CD 3D [Casey Driessen] (CD 169490),
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3D [Casey Driessen]

  • 1. Sally in the Garden
    2. Gap Tooth
    3. Confusion Before Dreams, The
    4. Medley
    5. Jerusalem Ridge
    6. 2 A.M.
    7. Medley
    8. Cliff Dweller's Slide
    9. Footsteps So Near
    10. Lady Bowmore
    11. Country Blues
  • Additional Info
    Manufacturer Part Number (MPN): 4016

  • Credits
    ProducerJason Lehning

    Personnel: Casey Driessen (vocals, fiddle); Darrell Scott (vocals, guitar); Jerry Douglas (dobro); Bla Fleck (banjo); Tim O'Brien (bouzouki); Viktor Krauss (acoustic bass); Jamey Haddad (drums, percussion).
    When one first glances at the cover of Casey Driessen's 3D, it's difficult to know what to expect. Driessen's red hair is brushed back, and he's wearing these funky 3D glasses with a "3" on one lens and a "D" on the other. From this info, one might be prepared for spacey electronic music or perhaps a surrealistic singer/songwriter. But the final clue at the bottom on the cover photo is the head of a fiddle, Driessen's instrument of choice, which may or may not lead one to guess 3D's dominant musical style: progressive instrumental Celtic music. Listeners have probably never heard "Sally in the Garden" arranged with drums, programming, and an electric sruti box, though the addition of Jerry Douglas' dobro, Tim O'Brien's bouzouki, and Driessen's fiddle add stable elements. It's as though the players started with a fairly traditional base of acoustic instruments and then inserted percussion, progressive material, and the occasional electronic element to spice things up. Even on more conservative -- instrumentally speaking -- tunes like Driessen's "The Confusion Before Dreams" proves quite compelling, and the vocal numbers, often a distraction on primarily instrumental albums, are fun. There's a funky take on "Sugarfoot Rag" with Driessen's ultra-cool vocal and Darrell Scott spunky guitar work. While a number of semi-progressive musicians like O'Brien have gotten lots of credit for pushing bluegrass and Celtic in new directions, the results (as with O'Brien's dual release in 2005) seem rather tepid compared to 3D. This is fun music that will probably offend a few traditionalists while letting everyone else know that the old music can grow in exciting and unpredictable ways. ~ Ronnie D. Lankford, Jr.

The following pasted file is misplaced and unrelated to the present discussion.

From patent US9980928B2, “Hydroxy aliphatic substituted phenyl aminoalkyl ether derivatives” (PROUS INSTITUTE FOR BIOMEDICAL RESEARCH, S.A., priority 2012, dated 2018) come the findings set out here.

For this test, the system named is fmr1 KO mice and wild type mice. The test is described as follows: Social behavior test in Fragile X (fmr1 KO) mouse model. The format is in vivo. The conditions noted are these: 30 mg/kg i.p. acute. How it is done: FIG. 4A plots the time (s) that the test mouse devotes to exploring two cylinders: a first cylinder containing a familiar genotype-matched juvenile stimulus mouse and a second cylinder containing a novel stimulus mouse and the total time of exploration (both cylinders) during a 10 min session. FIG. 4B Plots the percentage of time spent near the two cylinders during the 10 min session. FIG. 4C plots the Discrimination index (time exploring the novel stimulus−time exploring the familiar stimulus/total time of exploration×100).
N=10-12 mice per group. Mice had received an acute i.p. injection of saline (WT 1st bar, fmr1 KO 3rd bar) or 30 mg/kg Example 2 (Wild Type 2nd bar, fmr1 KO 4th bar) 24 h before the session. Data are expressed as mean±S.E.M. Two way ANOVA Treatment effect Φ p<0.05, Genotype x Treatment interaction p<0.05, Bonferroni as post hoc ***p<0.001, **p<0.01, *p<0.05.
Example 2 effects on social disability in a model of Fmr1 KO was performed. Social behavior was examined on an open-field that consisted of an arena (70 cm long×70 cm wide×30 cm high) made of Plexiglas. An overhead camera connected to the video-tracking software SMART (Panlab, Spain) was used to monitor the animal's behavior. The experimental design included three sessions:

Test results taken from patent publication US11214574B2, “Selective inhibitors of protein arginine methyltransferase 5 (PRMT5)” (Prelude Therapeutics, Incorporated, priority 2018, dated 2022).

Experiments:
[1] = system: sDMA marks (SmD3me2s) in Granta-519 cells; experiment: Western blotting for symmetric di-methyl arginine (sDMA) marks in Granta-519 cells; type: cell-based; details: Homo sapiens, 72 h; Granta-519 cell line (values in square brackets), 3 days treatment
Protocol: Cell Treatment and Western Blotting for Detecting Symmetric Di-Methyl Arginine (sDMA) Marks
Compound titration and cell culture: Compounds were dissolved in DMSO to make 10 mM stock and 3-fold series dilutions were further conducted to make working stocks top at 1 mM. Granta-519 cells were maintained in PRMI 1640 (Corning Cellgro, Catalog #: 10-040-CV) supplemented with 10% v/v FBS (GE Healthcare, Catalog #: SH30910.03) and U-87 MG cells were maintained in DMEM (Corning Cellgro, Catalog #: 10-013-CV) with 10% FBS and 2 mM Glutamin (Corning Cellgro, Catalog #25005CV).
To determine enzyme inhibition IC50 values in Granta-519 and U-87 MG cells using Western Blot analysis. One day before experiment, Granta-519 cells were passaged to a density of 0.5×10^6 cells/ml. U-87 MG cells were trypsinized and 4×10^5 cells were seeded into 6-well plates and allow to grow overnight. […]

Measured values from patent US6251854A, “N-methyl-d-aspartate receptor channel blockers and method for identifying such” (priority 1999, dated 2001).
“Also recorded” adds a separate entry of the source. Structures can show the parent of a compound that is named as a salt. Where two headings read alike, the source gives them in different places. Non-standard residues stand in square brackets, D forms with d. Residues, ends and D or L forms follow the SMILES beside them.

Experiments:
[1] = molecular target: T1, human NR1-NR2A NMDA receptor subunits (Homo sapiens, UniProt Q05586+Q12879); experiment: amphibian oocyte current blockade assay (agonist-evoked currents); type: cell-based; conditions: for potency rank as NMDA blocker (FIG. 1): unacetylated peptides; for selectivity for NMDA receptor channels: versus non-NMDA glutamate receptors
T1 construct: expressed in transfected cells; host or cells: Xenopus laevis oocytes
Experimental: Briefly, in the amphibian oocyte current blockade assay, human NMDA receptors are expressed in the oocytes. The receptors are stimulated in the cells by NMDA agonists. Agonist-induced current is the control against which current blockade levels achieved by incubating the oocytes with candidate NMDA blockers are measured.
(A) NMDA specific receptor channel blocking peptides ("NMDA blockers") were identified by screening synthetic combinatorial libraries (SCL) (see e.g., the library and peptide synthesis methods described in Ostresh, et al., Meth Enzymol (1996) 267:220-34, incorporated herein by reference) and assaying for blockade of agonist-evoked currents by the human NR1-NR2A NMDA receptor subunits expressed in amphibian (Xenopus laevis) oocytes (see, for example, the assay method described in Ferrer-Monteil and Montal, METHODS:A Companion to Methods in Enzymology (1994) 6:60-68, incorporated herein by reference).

• Critic Reviews
    No Depression (p.121) - "Driessen approaches each selection with energy, wit, sonic inventiveness and an especially keen rhythmic sense, resulting in a unique exploration of his instrument's possibilities."
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